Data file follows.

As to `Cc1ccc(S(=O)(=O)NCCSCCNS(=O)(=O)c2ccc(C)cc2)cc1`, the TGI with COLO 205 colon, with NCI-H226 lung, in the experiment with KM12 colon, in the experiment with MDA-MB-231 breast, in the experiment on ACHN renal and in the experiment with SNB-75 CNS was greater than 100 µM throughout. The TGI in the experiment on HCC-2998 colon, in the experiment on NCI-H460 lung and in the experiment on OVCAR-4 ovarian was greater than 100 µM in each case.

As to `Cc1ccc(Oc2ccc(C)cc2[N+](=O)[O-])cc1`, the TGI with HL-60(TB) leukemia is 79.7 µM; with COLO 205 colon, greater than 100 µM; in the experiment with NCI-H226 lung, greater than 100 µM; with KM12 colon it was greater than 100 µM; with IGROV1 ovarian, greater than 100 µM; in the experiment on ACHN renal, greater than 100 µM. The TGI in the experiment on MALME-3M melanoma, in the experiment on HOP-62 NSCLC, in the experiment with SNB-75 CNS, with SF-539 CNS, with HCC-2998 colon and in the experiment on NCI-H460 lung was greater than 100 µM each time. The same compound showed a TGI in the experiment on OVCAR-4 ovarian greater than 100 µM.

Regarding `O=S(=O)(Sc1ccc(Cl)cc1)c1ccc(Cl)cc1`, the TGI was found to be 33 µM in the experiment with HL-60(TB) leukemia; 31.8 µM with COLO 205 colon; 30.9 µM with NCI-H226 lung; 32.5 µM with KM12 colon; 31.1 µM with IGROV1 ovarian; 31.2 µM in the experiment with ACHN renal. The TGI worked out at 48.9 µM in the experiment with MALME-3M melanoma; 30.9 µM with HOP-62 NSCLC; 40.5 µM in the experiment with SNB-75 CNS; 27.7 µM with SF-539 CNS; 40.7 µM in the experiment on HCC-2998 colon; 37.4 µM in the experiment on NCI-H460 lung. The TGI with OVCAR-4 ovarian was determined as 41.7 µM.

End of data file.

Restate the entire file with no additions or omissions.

As to `Cc1ccc(S(=O)(=O)NCCSCCNS(=O)(=O)c2ccc(C)cc2)cc1`, the TGI with COLO 205 colon, with NCI-H226 lung, in the experiment with KM12 colon, in the experiment with MDA-MB-231 breast, in the experiment on ACHN renal and in the experiment with SNB-75 CNS was greater than 100 µM throughout. The TGI in the experiment on HCC-2998 colon, in the experiment on NCI-H460 lung and in the experiment on OVCAR-4 ovarian was greater than 100 µM in each case.

As to `Cc1ccc(Oc2ccc(C)cc2[N+](=O)[O-])cc1`, the TGI with HL-60(TB) leukemia is 79.7 µM; with COLO 205 colon, greater than 100 µM; in the experiment with NCI-H226 lung, greater than 100 µM; with KM12 colon it was greater than 100 µM; with IGROV1 ovarian, greater than 100 µM; in the experiment on ACHN renal, greater than 100 µM. The TGI in the experiment on MALME-3M melanoma, in the experiment on HOP-62 NSCLC, in the experiment with SNB-75 CNS, with SF-539 CNS, with HCC-2998 colon and in the experiment on NCI-H460 lung was greater than 100 µM each time. The same compound showed a TGI in the experiment on OVCAR-4 ovarian greater than 100 µM.

Regarding `O=S(=O)(Sc1ccc(Cl)cc1)c1ccc(Cl)cc1`, the TGI was found to be 33 µM in the experiment with HL-60(TB) leukemia; 31.8 µM with COLO 205 colon; 30.9 µM with NCI-H226 lung; 32.5 µM with KM12 colon; 31.1 µM with IGROV1 ovarian; 31.2 µM in the experiment with ACHN renal. The TGI worked out at 48.9 µM in the experiment with MALME-3M melanoma; 30.9 µM with HOP-62 NSCLC; 40.5 µM in the experiment with SNB-75 CNS; 27.7 µM with SF-539 CNS; 40.7 µM in the experiment on HCC-2998 colon; 37.4 µM in the experiment on NCI-H460 lung. The TGI with OVCAR-4 ovarian was determined as 41.7 µM.